Declaration... the Causes and Necessity of Taking Up Arms


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Declaration... the Causes and Necessity of Taking Up Arms


(CONTINENTAL CONGRESS) (JEFFERSON, Thomas) (DICKINSON, John). A Declaration by the Representatives of the United Colonies of North-America, Now Met in General Congress at Philadelphia, Seting [sic] forth the Causes and Necessity of their taking up Arms. Philadelphia: William and Thomas Bradford, 1775. BOUND WITH: The Declaration by the Representatives of the United States of North America, Now Met in General Congress at Philadelphia, Setting forth the Causes and Necessity of taking up Arms. The Letter of the Twelve United Colonies… Their Humble Petition to his Majesty, And Their Address to the People of Ireland. Collected together for the Use of Serious Thinking Men, by Lovers of Peace. London, 1775. One volume. Octavo, 19th-century three-quarter red morocco, elaborately gilt-decorated spine, raised bands, marbled boards and endpapers, top edge gilt; pp. [ii], [1-3], 4-13, [1]; [3], 4-32.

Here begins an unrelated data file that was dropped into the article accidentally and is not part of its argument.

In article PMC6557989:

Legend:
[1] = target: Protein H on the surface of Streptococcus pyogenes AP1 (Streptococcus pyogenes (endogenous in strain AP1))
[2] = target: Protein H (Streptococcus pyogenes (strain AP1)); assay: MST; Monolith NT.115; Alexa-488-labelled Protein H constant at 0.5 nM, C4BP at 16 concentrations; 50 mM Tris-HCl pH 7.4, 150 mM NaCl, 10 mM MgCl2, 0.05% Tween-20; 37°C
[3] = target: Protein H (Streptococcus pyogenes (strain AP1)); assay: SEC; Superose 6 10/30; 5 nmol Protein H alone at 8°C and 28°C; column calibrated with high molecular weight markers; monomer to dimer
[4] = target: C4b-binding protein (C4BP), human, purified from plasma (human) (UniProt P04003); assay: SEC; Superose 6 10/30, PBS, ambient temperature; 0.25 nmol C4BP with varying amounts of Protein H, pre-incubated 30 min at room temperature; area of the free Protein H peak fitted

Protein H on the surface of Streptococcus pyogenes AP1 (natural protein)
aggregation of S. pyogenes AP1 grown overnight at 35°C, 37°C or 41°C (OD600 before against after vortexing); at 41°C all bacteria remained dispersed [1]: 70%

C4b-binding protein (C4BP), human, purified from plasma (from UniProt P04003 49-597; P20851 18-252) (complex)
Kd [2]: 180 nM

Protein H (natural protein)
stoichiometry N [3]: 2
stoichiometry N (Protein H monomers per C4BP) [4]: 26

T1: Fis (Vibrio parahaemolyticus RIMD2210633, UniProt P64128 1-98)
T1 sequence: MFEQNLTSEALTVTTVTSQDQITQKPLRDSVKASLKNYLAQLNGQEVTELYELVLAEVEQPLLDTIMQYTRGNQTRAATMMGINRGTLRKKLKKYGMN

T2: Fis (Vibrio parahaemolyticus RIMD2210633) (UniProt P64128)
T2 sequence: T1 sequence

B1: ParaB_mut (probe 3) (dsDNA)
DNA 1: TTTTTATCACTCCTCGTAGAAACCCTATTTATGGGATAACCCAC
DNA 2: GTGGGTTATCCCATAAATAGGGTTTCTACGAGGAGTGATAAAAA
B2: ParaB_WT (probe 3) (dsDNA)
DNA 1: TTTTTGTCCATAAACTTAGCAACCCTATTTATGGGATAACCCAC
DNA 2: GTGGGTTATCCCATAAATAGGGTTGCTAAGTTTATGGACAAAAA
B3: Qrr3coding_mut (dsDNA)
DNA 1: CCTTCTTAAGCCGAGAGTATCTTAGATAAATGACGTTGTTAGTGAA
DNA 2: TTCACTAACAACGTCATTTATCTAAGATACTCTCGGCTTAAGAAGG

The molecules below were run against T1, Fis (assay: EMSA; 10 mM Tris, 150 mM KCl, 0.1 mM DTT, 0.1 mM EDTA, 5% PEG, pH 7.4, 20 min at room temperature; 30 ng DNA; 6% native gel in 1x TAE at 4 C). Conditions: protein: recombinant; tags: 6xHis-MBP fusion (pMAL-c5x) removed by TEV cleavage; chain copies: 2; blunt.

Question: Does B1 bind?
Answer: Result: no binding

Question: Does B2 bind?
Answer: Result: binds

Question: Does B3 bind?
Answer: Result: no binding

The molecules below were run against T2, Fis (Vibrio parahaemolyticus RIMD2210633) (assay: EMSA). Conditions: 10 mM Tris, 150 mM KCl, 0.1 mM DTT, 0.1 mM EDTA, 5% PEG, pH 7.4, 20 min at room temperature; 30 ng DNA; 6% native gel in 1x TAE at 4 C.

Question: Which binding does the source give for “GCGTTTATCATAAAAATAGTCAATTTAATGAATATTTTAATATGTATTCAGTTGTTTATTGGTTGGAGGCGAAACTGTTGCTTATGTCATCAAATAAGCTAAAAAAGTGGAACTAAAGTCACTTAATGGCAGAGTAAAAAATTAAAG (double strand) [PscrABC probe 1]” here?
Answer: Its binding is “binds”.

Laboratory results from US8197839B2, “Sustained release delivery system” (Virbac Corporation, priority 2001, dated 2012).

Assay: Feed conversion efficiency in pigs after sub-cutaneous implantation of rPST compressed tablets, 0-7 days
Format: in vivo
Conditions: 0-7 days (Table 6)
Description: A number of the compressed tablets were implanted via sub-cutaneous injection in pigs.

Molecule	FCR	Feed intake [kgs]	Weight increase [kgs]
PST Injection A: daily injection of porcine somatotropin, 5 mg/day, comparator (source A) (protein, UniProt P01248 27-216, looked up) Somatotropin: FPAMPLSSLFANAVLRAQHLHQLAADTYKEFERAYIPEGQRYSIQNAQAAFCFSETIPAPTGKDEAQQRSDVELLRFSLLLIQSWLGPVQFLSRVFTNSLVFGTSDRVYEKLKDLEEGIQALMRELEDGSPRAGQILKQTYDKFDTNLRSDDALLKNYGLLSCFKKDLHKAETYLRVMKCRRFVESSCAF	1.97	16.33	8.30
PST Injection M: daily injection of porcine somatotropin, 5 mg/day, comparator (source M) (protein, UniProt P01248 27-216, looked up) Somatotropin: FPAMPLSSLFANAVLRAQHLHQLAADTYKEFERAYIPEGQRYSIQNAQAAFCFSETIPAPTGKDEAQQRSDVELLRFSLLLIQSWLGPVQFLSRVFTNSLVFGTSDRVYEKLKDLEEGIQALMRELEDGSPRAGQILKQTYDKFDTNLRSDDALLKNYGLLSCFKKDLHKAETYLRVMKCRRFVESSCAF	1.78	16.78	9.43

Exceptional 1775 collection of American revolutionary works, featuring the rarely found first pamphlet printing of the July 6 Declaration… [on] Taking Up Arms, written by Jefferson and John Dickinson for the Second Continental Congress and published in Philadelphia by the Bradfords, one of the greatest state papers of the Revolution and the most important forerunner to the Declaration of Independence, bound in one exceptional volume with the “secretly issued” first English edition of the Declaration… [on] Taking Up Arms, published in London with three additional revolutionary works—Dickinson’s July 5 Olive Branch petition (“To the King’s Most Excellent Majesty”) printed with the names of all its signatories, the Continental Congress’s July 8 petition to the Inhabitants of Great Britain, and its July 28 petition To the People of Ireland—together handsomely bound in crimson morocco and marbled boards by Pratt.